Time series data has proven to be critical in the assessment of systematic impact of environmental factors on human health. Professor Francesca Dominici, a researcher with significant contributions in this area was a very dynamic and enthusiastic co-leader for this workshop. She discussed in length the statistical principles and assumptions of multi-site time series analysis along with careful interpretation of such data. Due to technological advances and regular measurement availability, time series data could be accessed and easily analyzed with the techniques elaborated by Professor Dominici, which will be integral to the success of my future studies.

Working Group 5 - Gene x Environment Interactions

Working Group 5 – Gene x Environment Interactions

The Gene x Environment Analysis & Epigenetics lecture taken by Professor Bhramar Mukherjee provided very useful information on interaction/additive and multiplicative models citing practical applications in area of environmental health that she developed. Her very creative way of teaching, blended with great sense of humor, kept us engaged so much so that we wouldn’t blink for a second.

Spatial statistics is a critical part for environmental health data, so it was helpful to have the basics covered by Dr. Safraj Shahul Hameed and Dr. Brian Reich well. Professor Donna Spiegelman presented a wonderful talk on measurement error starting from statistical notations to complete logit function (being a statistician ….I always love this part J ). She put great effort explaining Regression calibration method for MS/EVS and algorithms. Interesting talk!

Working groups were engaged in different exercises that included working on different problems/real data sets generated through various participants and coming up with new analysis and interpretation of data. I worked on Exposure Modelling of Ambient and Household Air Pollution for Acute and Chronic Health Effects. I enjoyed working with my fellow WG colleagues- Kalpana Balakrishnan, Santu Ghosh, Donna Spiegelman, Kevin Lane, Joel Schwartz, Sourangsu Chowdhury , and Poonam Rathi. Fine scientific arguments during the process of analysis were the crux of our exercise; thanks to Joel, Kalpana, Donna and Kevin especially.

This is no way a comprehensive description of this workshop, just my thoughts. I would also like to record here that I learned from each and every speaker and fellow participant. It was a gathering of great scientific minds and very inquisitive researchers. My understanding is that one of SAMSI’s objectives is to foster a culture of collaborative research among Indo-US researcher in area of public health; and I could see that coming true as we collectively discussed ideas on how to continue our work in mutual scientific engagement. I hope these efforts result in great scientific endeavors in coming time for environmental health priorities.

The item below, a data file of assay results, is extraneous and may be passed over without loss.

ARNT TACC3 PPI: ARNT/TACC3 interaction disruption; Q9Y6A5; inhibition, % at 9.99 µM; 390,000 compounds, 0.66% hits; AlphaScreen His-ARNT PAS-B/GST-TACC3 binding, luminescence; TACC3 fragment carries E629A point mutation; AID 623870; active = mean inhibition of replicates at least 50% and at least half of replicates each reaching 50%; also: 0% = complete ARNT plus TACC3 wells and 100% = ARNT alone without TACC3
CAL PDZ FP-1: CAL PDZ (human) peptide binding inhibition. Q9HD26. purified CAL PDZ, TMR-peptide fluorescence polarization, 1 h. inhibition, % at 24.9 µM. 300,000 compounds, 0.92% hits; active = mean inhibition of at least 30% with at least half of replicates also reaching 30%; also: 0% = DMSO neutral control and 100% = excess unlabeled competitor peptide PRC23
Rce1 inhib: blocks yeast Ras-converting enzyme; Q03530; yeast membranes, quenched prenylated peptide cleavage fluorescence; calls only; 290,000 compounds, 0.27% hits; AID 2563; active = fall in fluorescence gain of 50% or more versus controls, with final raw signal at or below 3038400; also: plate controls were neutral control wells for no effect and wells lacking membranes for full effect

People drinking tea during a break

Enjoying afternoon tea.

One of the unique features of this workshop was meticulous planning by the team of organizers, be it scientific contents or overall execution by Professor Richard Smith, Professor Sujit Ghosh, Professor Francesca Dominici, and Ms. Krista Coleman whose scientific management and interaction with participants was very encouraging.

My working experience mainly includes working in pharmaceutical industry earlier, as biostatistician, and I consider myself a beginner in environmental health. This workshop has helped me to gain more scientific perspectives in this area by leaps and bounds.

This kind of knowledge sharing exercises may prove very helpful for researchers in the area of statistics and epidemiology to address India’s most pressing public health needs. Thank you SAMSI, Harvard, ISI-Kolkata and all of the other participating organizations for such a wonderful experience!



Postdoctoral Fellow Profile – Lucas Mentch


Lucas Mentch, SAMSI Postdoctoral Fellow.

Lucas Mentch was born in Indiana Pennsylvania, a town in Western Pennsylvania just east of Pittsburgh, and grew up in central Pennsylvania near Harrisburg. While he was attending high school, he took a statistics course and decided to pursue the subject at Bucknell University in Lewisburg, PA where he majored in mathematics. He asked his professors about how to pursue a career in statistics and many of them told him it was good to have a background in math first.

Lucas attended Cornell University for his graduate studies, where he obtained a Masters and PhD in statistics. He got interested in machine learning and has been looking at developing new statistical inference techniques in this context. He looks at big, messy datasets that are difficult to apply traditional statistical models to, and applies a learning algorithm to pick out large-scale patterns. Those algorithms are good for making predictions, but are difficult to use to assess the uncertainty of a prediction or where it comes from. Lucas’ research is trying to bridge the gap between machine learning and traditional statistical analysis.